“The hardest part of creativity is just getting started. We tell ourselves why we shouldn’t write the words, or stroke the brush, or play the note. We tell ourselves that we don’t have this or enough of that in order to become the author, the artist, or the musician we might seeourselves becoming. We tell ourselves that we don’t have any business being part of the creative world because we are not worthy, or not good enough, or skilled enough. We tell ourselves that we shouldn’t even try because we will only get hurt and humiliated, and that we should stick with what we know. Our creative craft never gets better, because it never begins, because of these fears and excuses. “
I recently had a conversation with someone close to me and we were talking about the challenge of overcoming the fear and resistance that meets one before the creative process even takes place. I had told them that I was attempting to write my first novel (more on that later), and how daunting the idea of this was, having been new to the novel writing process. The fear and daunting nature of this creative endeveor were comprised of a few things.
One, this being a new venture and medium for me, I quickly began to think about those experienced writers out there, educated, fully immersed, and well versed in this specific creative medium. I thought about the very best and the legends of, and at the height of this trade, and those with the peak refinement of their craft. I began to compare my novice self to their expert level of skill and their credentials and I quickly began to be discouraged. I started to tell myself that I have a lot of audacity to even want to try my hand at this, given the well established names that exist in this world and the historical relevance of this particular medium, i.e. writing books. This fear of not being worthy or skilled enough compared to those who were, discouraged me from even trying my hand at it.
A second form of resistance surfaced, when considering the idea of writing my first book. This was a scarcity of resources that I began telling myself , existed, and were reasons why it was futile to even try. This scarcity of resources, were things like, I don’t have a person in the literary world to help my writing, proofreading, and to bounce ideas off of. I don’t have an educational background in this thing. I don’t have the means or adequate research tools to validate my writing. Things like, who is going to listen to little old me, that is not a professional expert in what he is writing about. Again, it was more excuses on why not to try, and in this case it was because I don’t have enough of this or that.
The third barrier that confronted me before I even started to write my first word, was comfort and complacentcy. There were things that I was comfortable with, had invested a lot of time in, and decent enough at, specifically in the creative world, that had me telling myself that I should stick with what I know or am good at and not try anything new, like writing. If I were to try something new and uncertain, I risk failure or risk finding out that I might not be good at it. By leaving the comfort zone of what I know I can do and am familiar with, I were to risk facing criticism and rejection from others. And again, it was more excuses on why I shouldn’t try, because this wasn’t in my wheelhouse and wasn’t something that I was use to, or knew I could be good at it.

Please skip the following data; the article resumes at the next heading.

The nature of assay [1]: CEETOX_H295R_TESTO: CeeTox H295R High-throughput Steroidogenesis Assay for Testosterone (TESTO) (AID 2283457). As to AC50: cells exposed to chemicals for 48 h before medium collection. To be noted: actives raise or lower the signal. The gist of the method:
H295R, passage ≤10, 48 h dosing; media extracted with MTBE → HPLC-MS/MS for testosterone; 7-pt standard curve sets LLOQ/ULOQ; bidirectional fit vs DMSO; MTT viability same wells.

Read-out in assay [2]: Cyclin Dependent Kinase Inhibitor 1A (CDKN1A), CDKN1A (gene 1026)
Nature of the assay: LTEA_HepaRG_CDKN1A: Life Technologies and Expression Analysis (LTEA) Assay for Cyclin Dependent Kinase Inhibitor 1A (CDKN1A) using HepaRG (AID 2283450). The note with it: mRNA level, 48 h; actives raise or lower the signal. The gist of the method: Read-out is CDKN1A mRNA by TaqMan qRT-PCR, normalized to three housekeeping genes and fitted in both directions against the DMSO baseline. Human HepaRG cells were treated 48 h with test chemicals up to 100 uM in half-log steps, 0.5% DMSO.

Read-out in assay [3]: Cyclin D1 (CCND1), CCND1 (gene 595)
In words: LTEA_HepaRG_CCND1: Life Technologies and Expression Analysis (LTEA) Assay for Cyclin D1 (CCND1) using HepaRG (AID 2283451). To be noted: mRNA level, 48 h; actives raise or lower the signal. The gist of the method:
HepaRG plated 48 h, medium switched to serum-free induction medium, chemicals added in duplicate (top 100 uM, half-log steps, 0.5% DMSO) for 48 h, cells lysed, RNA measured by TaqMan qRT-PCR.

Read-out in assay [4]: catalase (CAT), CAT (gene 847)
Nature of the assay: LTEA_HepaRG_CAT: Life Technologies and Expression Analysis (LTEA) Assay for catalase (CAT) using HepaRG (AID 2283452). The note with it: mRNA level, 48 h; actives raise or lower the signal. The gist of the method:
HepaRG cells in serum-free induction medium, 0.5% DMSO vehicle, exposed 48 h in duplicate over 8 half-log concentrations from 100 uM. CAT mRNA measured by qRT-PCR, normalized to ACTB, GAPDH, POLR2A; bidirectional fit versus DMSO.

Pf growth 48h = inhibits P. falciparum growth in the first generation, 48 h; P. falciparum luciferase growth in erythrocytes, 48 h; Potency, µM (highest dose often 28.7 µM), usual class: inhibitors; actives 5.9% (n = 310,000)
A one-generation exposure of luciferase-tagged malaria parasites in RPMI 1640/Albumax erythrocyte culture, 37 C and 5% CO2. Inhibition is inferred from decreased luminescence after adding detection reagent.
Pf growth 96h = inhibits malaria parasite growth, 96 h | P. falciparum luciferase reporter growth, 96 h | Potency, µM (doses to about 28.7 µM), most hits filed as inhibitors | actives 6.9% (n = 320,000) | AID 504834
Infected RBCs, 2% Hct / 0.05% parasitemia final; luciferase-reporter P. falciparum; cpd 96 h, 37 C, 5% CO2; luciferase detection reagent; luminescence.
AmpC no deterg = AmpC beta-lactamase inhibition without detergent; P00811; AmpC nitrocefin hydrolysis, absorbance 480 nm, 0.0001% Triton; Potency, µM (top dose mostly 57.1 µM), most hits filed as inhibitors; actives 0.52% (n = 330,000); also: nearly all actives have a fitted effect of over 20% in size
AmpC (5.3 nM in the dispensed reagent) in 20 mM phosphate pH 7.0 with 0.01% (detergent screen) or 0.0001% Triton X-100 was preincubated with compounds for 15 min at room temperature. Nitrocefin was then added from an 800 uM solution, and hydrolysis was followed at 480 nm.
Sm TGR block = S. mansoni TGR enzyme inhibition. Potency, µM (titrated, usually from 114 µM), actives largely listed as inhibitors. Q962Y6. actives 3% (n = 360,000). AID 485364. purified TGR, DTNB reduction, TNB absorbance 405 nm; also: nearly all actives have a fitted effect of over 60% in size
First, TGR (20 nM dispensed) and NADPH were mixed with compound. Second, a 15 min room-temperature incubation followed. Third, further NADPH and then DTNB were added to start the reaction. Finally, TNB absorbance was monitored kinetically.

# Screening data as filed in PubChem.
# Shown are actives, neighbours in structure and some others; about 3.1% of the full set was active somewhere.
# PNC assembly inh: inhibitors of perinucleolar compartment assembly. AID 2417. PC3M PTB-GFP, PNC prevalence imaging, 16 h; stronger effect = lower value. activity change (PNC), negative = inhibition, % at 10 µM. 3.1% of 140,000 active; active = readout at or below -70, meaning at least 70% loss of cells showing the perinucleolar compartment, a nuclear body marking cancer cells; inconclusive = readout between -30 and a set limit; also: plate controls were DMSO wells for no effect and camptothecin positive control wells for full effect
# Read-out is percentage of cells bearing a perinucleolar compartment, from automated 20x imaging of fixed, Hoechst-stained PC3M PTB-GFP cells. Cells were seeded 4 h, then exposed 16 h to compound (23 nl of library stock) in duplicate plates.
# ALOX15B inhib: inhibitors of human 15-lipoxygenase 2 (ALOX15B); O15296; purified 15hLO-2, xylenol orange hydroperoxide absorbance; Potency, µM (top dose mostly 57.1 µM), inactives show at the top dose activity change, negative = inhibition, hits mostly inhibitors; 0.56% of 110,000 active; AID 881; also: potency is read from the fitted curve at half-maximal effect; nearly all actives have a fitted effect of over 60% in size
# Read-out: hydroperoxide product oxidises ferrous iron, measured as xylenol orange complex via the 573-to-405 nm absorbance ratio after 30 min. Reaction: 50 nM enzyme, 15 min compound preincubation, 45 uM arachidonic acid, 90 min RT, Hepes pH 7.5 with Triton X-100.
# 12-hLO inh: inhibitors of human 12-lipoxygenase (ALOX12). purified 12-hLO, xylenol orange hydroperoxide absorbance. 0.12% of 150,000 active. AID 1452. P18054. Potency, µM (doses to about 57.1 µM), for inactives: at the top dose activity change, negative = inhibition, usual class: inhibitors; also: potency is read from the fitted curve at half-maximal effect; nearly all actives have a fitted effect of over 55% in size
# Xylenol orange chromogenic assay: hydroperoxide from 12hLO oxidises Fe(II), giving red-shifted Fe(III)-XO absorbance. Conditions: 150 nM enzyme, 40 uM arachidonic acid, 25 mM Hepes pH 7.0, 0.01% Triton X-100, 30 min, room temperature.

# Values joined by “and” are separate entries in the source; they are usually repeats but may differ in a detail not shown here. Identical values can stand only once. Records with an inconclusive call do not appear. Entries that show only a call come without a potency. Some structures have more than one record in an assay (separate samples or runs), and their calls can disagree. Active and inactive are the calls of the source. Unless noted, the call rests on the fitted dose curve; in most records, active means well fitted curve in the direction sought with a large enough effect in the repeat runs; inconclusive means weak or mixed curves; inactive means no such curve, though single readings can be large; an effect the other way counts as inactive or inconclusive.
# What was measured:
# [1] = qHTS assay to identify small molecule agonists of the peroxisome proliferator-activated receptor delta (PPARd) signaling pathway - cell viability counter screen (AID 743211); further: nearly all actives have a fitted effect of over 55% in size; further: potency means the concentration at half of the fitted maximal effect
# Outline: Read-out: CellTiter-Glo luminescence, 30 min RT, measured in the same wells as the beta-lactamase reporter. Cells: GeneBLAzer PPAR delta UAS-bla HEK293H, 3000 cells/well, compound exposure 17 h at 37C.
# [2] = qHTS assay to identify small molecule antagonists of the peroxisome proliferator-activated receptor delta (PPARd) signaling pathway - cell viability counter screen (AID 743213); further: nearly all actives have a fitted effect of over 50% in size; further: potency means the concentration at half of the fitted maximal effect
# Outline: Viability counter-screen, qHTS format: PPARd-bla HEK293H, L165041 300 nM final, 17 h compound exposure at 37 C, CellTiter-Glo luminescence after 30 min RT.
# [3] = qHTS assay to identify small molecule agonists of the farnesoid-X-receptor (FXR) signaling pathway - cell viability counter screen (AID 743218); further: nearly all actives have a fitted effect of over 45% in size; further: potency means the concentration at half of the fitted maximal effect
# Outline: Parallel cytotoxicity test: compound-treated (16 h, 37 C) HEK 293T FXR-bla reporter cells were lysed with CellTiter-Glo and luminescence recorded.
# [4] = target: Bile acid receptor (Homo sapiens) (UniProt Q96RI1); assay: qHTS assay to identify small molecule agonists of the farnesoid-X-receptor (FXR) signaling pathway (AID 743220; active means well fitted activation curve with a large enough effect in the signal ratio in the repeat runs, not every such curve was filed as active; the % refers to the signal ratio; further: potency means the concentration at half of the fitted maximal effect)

Good news is that despite all of this resistance and excuses, I decided to plow forward and try my hand at writing a book. After unpacking all these excuses I was telling myself, I realized they were nothing more than excuses born from my fear of failure and uncertainty. I thought a lot about my other creative endeveaors and skills and I realized that with those, I was once in this exact starting position of fear and apprehension. It wasn’t until I discarded these kind of excuses and just started the creative process before I gained any kind of confidence, momentum, or refinement. I also thought about other creative endeveours that were failed, and how with many of them I didn’t learn that I truly disliked them or decided to cease doing them until after I began the process, or tried my hand at them. I thought about the growth process and refinement of creative craft and how it can only take place after that first stroke of the brush or first note is played. Sure, misstrokes take place and bad notes are played along the way, but they are part and partial of the learning and growth of the creative process.
By silencing our internal chatter and diving in and then fully immersing ourselves in the creative process and not worrying about the background or baggage, beforehand, and not focusing on the results or outcome that take place after, we allow ourselves to begin the creative process and truly see the creative process all the way thru its life cycle. The authenticity that comes from being fully immersed and indulgent in the creative process itself and not focused on the external before and after, of the process, makes us worthy of any of our creative comtemporaries, regardless of status , accolades, or accomplishments. This is because the process itself is everything and we must put everything into beginning and completing the process itself.